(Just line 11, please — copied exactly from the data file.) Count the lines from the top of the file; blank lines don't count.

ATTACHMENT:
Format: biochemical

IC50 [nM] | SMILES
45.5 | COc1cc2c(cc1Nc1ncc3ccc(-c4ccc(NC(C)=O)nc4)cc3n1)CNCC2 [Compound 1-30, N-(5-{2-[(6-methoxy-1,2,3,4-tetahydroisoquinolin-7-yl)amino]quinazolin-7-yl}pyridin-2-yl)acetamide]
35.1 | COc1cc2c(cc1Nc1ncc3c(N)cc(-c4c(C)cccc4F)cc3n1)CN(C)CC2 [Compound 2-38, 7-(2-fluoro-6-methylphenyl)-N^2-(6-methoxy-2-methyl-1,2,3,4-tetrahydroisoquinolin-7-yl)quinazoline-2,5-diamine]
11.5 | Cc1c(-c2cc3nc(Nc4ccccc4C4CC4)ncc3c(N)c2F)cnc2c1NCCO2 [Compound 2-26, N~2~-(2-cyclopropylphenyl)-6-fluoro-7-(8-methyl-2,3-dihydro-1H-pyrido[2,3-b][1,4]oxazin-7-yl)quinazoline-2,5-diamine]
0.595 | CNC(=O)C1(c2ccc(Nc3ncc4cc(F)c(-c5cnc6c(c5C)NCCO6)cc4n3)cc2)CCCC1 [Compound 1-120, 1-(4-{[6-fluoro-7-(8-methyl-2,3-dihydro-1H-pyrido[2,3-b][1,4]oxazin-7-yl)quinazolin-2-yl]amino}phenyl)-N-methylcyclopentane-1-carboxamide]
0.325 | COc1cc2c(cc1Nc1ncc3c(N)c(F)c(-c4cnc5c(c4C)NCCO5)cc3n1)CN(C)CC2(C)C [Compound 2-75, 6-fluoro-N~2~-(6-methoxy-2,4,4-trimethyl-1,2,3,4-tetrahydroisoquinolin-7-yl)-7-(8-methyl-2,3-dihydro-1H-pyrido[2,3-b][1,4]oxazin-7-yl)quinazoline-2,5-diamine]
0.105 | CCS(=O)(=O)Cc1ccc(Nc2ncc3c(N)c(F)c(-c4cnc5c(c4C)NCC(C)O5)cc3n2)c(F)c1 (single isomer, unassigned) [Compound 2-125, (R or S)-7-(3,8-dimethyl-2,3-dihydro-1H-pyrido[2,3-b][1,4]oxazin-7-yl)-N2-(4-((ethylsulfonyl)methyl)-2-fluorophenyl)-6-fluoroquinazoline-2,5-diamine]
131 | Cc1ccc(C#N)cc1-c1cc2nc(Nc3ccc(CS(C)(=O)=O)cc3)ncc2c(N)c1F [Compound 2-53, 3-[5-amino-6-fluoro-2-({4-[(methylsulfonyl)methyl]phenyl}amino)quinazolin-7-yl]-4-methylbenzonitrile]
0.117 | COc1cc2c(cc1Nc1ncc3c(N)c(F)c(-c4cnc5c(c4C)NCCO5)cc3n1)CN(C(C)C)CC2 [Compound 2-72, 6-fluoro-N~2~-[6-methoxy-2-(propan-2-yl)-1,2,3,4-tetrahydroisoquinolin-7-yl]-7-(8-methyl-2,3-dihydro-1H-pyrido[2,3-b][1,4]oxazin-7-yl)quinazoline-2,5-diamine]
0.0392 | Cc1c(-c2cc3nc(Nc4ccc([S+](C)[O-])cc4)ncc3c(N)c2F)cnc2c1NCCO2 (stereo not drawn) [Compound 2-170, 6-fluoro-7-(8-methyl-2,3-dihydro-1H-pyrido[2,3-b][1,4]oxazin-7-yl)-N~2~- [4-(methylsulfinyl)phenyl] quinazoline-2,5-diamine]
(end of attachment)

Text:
0.0392 | Cc1c(-c2cc3nc(Nc4ccc([S+](C)[O-])cc4)ncc3c(N)c2F)cnc2c1NCCO2 (stereo not drawn) [Compound 2-170, 6-fluoro-7-(8-methyl-2,3-dihydro-1H-pyrido[2,3-b][1,4]oxazin-7-yl)-N~2~- [4-(methylsulfinyl)phenyl] quinazoline-2,5-diamine]